There's a well-written, if somewhat depressing, feature in the New York Times Magazine about the rapidly growing problem of home foreclosures and abandoned neighborhoods in the U.S. "All Boarded Up" tells the nation's story by focusing on Cleveland where there have been 10,000 foreclosures during the past two years and it's estimated that one in every 13 houses is vacant.
But what's particularly good about the article is that just by focusing on Slavic Village, a section of Cleveland, we read about many of the causes of the mortgage banking crisis and the disturbing trend that's developing.
As far back as 1999, a local city councilor was noticing the buying of dilapidated homes and flipping them at three or four times what they paid, often after making only minimal upgrades. The rapid growth in mortgage companies, often based out of state, provided buyers with the capital to purchase the inflated homes. Then as values continued to escalate, cold-calling mortgage brokers sold refinancing packages to homeowners looking to pull money from their house to pay for other bills or settle other debt. One woman used her house as "an ATM" machine, according to a local official.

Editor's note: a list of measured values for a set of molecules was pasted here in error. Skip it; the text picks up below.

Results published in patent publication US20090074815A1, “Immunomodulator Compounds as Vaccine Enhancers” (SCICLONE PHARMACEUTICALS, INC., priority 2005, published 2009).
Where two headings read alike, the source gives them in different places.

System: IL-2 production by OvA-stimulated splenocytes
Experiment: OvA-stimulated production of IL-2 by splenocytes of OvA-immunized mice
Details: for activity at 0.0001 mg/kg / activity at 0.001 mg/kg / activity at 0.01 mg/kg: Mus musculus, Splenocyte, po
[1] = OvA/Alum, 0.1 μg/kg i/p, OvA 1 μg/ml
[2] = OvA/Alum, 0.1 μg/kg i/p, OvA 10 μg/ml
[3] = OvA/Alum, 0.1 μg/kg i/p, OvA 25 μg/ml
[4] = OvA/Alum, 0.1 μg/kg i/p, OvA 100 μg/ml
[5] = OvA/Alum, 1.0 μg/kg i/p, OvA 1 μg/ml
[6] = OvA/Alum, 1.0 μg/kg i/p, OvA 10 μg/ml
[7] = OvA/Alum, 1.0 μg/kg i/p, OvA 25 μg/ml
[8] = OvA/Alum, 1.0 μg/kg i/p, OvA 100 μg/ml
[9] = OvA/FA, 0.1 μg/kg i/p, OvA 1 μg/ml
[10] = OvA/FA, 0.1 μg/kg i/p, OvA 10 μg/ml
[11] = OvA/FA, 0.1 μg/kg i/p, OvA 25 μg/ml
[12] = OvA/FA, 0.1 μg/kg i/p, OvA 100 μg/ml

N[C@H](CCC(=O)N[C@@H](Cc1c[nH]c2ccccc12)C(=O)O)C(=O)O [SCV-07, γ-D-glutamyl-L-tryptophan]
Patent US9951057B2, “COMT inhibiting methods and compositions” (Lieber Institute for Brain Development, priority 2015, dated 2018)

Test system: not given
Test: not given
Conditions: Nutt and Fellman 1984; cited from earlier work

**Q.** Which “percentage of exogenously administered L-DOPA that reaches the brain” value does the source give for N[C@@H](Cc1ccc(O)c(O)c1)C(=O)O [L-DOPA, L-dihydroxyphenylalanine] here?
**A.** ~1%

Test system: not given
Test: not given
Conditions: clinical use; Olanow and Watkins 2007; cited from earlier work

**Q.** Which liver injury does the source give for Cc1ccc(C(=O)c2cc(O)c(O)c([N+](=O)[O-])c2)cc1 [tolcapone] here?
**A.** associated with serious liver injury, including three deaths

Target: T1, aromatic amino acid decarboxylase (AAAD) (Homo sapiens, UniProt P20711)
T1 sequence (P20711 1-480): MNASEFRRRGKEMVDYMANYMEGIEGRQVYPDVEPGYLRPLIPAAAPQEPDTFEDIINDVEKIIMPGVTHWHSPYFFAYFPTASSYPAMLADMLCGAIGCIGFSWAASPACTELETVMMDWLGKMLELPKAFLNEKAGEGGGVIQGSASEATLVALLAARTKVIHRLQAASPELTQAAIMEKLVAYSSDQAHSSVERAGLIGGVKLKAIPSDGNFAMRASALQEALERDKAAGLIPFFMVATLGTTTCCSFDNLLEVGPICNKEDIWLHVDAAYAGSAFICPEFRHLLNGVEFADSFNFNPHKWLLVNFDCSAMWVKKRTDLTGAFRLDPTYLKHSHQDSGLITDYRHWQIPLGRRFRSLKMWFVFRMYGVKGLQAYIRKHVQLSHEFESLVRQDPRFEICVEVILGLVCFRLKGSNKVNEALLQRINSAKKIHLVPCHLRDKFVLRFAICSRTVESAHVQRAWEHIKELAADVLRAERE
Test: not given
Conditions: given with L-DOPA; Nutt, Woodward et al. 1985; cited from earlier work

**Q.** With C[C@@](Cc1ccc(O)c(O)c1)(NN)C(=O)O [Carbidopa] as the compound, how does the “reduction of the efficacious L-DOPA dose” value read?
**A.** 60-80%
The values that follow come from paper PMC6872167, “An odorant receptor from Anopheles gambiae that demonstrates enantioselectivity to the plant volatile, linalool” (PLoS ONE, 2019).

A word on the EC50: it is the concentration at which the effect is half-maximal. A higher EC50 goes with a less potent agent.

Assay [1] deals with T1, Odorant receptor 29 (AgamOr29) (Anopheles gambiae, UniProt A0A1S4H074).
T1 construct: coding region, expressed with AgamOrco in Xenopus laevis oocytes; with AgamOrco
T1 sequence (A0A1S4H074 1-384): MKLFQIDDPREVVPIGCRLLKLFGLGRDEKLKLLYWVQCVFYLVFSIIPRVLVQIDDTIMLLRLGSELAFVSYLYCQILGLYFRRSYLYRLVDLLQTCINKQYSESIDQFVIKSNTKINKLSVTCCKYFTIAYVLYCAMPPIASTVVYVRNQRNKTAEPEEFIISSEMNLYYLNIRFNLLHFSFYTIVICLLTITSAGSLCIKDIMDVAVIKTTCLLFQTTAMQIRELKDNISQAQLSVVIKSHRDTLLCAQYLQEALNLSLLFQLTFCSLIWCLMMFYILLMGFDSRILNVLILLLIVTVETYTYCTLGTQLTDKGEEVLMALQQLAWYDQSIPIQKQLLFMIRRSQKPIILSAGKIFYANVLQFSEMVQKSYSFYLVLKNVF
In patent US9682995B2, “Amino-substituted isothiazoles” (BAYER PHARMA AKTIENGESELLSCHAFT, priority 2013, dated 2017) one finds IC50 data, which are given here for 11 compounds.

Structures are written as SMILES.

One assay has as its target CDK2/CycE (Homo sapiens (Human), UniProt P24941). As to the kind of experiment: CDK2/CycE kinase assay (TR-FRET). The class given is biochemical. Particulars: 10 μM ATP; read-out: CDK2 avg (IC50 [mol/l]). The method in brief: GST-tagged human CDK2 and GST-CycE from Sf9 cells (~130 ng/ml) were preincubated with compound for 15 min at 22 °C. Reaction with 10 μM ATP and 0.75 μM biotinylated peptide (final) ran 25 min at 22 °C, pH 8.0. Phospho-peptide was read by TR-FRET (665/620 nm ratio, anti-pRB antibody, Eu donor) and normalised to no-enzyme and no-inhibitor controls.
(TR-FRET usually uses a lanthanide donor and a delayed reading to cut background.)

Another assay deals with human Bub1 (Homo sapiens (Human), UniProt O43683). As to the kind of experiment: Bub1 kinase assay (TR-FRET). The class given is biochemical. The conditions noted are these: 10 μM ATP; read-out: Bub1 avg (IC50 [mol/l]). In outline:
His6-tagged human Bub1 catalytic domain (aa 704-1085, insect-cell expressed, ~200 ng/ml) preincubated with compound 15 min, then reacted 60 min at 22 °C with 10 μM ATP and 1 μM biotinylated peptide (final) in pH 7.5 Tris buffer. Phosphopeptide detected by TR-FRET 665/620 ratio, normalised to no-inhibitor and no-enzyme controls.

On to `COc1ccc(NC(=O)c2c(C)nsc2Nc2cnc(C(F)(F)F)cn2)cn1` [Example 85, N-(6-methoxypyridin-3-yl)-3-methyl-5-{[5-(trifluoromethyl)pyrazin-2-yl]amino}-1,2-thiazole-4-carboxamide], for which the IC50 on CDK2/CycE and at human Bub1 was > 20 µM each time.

In the end, the debt became too great. When values crashed and people found themselves owing more than their house was worth, they lost it to the bank or just walked away.
But the problem doesn't end there. In fact, Slavic Village's city councilor says the "next tsunami" is what's happening now - companies and individuals with no ties to the community are buying foreclosed properties in bulk and selling them for a profit. Again, like the flippers before the market collapsed, they're selling without making any repairs.
I mention all of this because a basic strategy within socially responsible investing - community investing - provides an alternative to "absentee mortgage companies." Investment from local credit unions and community development institutions means local lenders who are familiar with the neighborhoods and know their borrowers make loans for low-income housing, first-time buyers and senior citizens. At the same time they help develop the communities in which they're located by investing in small businesses, which are so important to helping low-income areas improve.
The irony is that while many of the failing banks in the country are teetering because they issued high-risk mortgages, smaller community development institutions do that every day. They just know how to do it the right way.